That's quite a retarded suggestion. Upgrading the link with the bottleneck requires a lot of investment (putting a new intercontinental fiber-optic line in isn't the same as digging up a few streets) so the ISPs are quite right to try to put it off as long as they can. It's not underinvestment, it's trying to make the existing investment work for its living properly. And the thing is... it does work for most since most people's network access is sporadic. It's the bulk downloaders that are the problem from the ISP's perspective, and the bulk uploaders too (since most people have asymmetric connections). Now, if the bittorrent users would switch to business-grade connections (i.e., ones that have balanced bandwidth at faster than modem speeds) then they'd be much less of a problem for everyone. But they won't, because they're cheap scum. (Well, a few might be non-scum, but they are definitely still cheap.)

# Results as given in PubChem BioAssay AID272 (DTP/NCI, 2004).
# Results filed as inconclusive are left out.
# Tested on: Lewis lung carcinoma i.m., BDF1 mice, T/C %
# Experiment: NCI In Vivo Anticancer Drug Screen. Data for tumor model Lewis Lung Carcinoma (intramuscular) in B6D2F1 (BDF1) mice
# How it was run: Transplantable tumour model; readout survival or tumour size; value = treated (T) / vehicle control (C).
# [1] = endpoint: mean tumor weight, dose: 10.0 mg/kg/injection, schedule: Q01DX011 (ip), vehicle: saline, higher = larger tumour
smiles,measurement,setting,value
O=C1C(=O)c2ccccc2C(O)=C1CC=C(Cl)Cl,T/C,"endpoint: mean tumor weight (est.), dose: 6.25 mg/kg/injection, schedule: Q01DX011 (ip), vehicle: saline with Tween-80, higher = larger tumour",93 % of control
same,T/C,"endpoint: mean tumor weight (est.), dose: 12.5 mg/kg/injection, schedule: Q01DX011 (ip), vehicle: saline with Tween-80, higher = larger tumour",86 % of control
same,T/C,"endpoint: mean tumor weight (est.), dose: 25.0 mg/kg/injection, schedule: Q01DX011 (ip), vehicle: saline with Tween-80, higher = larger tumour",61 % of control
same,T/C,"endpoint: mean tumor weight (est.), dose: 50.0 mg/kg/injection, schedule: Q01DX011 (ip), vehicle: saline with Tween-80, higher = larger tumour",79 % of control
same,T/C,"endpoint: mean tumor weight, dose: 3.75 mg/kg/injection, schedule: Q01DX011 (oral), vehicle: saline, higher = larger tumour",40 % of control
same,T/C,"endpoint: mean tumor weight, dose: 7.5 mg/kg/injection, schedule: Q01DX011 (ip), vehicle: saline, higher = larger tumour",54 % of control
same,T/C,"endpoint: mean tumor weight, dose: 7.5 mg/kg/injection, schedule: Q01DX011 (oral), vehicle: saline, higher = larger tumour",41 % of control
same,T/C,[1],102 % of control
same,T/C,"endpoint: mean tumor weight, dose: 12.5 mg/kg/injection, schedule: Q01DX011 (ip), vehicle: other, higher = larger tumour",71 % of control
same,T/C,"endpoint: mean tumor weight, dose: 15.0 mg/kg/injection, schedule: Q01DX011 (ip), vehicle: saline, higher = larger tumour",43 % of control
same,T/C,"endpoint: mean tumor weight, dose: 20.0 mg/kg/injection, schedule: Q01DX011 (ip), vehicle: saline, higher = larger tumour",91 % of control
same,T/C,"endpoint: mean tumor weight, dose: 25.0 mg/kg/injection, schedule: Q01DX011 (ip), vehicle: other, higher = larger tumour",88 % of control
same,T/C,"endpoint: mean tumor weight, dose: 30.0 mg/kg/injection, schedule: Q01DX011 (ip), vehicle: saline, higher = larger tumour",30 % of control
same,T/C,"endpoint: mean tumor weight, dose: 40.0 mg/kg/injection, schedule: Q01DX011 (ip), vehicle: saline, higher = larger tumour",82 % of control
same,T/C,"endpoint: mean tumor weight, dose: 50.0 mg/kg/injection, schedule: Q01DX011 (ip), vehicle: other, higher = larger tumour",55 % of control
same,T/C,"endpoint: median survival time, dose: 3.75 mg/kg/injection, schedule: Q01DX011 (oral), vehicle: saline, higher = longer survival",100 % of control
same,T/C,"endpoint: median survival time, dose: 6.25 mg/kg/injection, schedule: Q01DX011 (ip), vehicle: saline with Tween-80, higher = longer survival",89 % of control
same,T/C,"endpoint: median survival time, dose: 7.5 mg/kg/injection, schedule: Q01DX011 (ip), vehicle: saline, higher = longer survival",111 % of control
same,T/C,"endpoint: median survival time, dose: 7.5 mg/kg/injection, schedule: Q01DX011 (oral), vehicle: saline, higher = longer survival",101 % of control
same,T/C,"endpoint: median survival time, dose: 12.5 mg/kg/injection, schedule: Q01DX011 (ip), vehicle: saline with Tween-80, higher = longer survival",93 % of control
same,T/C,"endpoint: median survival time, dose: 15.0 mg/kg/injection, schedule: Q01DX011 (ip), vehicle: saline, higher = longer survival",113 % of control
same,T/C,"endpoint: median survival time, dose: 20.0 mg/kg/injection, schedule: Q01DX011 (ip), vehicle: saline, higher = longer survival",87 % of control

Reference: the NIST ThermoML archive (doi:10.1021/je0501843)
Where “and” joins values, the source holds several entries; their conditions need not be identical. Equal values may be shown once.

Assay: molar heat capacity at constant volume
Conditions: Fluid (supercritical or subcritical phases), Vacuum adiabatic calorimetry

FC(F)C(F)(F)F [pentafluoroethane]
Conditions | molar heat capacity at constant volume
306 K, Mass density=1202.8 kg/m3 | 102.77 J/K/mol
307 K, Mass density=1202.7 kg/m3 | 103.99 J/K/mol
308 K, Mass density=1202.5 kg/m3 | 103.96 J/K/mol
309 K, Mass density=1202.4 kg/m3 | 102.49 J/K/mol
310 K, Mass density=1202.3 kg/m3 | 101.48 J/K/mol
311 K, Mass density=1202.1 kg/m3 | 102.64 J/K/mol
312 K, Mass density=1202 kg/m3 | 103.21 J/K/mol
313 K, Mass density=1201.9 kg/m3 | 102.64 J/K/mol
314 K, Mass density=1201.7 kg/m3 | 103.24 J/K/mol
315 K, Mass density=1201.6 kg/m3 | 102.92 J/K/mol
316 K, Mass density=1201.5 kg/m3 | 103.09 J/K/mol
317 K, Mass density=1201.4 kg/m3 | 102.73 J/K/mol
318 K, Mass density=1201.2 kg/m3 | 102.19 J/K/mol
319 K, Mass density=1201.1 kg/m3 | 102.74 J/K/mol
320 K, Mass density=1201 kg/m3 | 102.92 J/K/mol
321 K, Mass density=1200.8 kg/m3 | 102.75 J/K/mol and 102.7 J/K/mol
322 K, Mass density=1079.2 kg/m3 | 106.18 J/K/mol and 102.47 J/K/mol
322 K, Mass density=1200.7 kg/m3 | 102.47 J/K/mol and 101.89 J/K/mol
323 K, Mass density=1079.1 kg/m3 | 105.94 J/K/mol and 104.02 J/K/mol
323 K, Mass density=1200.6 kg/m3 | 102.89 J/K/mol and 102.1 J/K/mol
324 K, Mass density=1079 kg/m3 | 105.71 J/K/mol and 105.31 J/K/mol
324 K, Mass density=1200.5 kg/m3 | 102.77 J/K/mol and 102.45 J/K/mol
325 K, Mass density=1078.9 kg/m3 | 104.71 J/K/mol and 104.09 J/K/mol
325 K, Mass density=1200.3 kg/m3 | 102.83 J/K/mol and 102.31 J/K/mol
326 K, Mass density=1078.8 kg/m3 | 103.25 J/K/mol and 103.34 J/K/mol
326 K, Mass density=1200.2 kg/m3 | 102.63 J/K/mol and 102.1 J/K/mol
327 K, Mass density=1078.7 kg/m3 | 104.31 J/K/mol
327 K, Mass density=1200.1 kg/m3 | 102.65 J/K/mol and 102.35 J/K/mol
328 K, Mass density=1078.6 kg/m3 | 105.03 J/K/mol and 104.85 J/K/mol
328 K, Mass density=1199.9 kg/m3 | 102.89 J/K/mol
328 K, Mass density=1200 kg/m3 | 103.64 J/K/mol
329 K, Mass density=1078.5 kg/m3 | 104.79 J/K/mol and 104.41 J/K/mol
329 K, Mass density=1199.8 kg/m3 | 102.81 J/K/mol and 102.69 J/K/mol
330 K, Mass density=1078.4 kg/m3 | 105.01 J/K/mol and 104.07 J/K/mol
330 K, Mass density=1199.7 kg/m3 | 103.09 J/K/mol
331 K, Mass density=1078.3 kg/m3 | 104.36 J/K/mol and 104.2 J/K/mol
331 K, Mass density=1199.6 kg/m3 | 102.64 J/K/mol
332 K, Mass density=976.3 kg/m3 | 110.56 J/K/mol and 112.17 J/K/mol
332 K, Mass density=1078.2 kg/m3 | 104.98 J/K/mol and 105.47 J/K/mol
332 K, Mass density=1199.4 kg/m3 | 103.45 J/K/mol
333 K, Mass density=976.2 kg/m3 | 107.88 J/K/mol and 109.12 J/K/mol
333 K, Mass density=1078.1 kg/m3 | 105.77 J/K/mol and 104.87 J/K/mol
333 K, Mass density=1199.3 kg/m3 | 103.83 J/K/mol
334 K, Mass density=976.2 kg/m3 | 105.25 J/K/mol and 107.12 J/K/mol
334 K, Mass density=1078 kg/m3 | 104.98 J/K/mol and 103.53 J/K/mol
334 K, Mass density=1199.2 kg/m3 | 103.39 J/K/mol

Re:Much bigger issue with uTorrent still unsolved (1, Interesting)

Anonymous Coward | more than 4 years ago | (#29946404)

This has been a problem since day one. Since dial up to BBS's. However, this is also the same reason we have 8Mb/s-100Mb/s connections today. I was considered a heavy user back in the day when I wanted to send some digital pictures to a friend many states away. Dialup wasn't alway 64k, and was never 64k up. I had 300bps initially. It took a very long time to send digital pictures, though not as long as the post.

That was once considered abuse. Now no one cares that I have a lot of digital pictures I send. The ISPs don't care, and MySpace and Facebook make it free to share these with family.